Universal coverage is called a savings
By Maggie Fox, Reuters, 6/18/2003
WASHINGTON — The US economy loses $65 billion to $130 billion every year when people without health insurance get sick and die, according to a report released yesterday.
It would cost less to insure the 41 million Americans who now lack health insurance, the report from the Institute of Medicine found. Taking care of these people would probably cost $34 billion to $69 billion, the institute, which advises the federal government, contends.
Two-thirds of Americans have health insurance through an employer or a family member’s workplace. The sick, disabled, and those over 65 rely on Medicare and Medicaid, but the rest — an estimated 18.5 percent of those ages 18 to 65 — had no coverage for all or part of the past year.
The estimates vary from 30 million to more than 70 million, but the institute, one of the independent National Academies of Science, went with the most accepted figure of 41 million.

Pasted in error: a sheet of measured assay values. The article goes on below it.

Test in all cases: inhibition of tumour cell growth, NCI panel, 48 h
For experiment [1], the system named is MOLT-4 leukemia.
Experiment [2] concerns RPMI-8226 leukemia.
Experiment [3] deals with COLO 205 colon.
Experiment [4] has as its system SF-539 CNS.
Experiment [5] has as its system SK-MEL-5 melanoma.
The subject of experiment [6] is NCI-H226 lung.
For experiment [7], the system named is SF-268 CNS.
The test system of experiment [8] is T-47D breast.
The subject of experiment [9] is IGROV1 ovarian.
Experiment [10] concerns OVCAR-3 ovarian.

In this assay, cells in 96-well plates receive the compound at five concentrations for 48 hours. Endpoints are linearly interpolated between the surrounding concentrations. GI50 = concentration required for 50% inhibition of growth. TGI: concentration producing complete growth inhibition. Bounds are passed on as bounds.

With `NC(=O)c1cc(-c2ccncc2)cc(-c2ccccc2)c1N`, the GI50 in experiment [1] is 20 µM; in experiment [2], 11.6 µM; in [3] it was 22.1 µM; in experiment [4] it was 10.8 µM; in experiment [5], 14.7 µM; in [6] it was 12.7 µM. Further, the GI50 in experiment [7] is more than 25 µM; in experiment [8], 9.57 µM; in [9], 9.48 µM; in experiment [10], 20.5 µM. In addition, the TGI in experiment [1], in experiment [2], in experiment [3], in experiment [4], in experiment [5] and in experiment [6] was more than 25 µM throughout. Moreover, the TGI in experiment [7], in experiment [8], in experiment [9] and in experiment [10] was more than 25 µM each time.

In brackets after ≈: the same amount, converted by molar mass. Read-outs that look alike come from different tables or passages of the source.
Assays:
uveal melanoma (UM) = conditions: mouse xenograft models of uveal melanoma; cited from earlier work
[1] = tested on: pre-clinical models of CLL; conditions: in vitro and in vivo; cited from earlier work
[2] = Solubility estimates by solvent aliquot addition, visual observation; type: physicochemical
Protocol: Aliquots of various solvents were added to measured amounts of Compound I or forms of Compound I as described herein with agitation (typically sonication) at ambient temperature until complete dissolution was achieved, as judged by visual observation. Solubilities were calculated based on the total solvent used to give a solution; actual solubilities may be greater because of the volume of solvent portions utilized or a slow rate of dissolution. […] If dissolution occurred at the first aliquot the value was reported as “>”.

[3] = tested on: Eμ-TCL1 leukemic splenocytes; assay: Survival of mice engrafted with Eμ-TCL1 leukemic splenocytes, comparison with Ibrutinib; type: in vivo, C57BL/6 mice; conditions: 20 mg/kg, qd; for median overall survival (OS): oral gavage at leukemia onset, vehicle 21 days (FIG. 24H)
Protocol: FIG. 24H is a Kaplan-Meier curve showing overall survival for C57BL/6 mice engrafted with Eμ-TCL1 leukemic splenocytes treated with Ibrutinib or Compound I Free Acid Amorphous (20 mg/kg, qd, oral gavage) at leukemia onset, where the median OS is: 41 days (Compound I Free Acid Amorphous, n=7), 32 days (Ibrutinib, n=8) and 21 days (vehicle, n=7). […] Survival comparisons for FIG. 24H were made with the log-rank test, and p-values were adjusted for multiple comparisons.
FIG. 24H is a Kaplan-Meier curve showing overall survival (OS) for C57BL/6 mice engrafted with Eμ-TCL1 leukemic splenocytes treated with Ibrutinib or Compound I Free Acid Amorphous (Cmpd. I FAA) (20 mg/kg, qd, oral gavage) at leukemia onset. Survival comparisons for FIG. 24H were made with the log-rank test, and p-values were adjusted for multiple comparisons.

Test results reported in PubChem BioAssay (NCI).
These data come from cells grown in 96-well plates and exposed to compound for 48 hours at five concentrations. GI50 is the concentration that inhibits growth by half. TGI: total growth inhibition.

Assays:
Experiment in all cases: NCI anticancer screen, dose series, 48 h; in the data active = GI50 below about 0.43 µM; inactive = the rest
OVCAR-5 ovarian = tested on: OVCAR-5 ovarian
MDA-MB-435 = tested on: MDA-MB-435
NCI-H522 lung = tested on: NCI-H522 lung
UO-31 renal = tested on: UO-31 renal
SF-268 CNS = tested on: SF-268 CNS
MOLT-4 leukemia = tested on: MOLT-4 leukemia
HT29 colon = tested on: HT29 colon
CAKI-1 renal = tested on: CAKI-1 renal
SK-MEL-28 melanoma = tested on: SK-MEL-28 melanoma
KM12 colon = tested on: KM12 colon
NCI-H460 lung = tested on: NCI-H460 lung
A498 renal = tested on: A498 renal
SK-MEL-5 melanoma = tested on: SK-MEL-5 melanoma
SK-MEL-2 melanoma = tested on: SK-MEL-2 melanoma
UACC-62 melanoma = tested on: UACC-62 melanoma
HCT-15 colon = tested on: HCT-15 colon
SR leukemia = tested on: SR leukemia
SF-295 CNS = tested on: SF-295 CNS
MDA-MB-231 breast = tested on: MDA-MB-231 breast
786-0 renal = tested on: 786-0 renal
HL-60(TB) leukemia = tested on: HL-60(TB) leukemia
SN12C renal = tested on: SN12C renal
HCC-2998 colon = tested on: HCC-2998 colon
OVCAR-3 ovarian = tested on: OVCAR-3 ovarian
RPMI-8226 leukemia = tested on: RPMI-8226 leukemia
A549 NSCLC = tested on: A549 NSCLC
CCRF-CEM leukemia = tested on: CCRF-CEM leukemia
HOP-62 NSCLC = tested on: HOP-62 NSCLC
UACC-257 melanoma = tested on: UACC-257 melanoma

Mary Sue Coleman, cochairwoman of the committee that wrote the report and president of the University of Michigan, said she hoped the findings would help convince American voters that universal health care is vital.
”It has been so easy for people to assume that if people need care they'd end up in a hospital,” said Dr. James Mongan, a panel member and president and chief executive officer of Partners HealthCare System Inc. in Boston. ”That may be true for things like childbirth or a broken arm, but it is not true of more chronic conditions.”
This story ran on page A9 of the Boston Globe on 6/18/2003.
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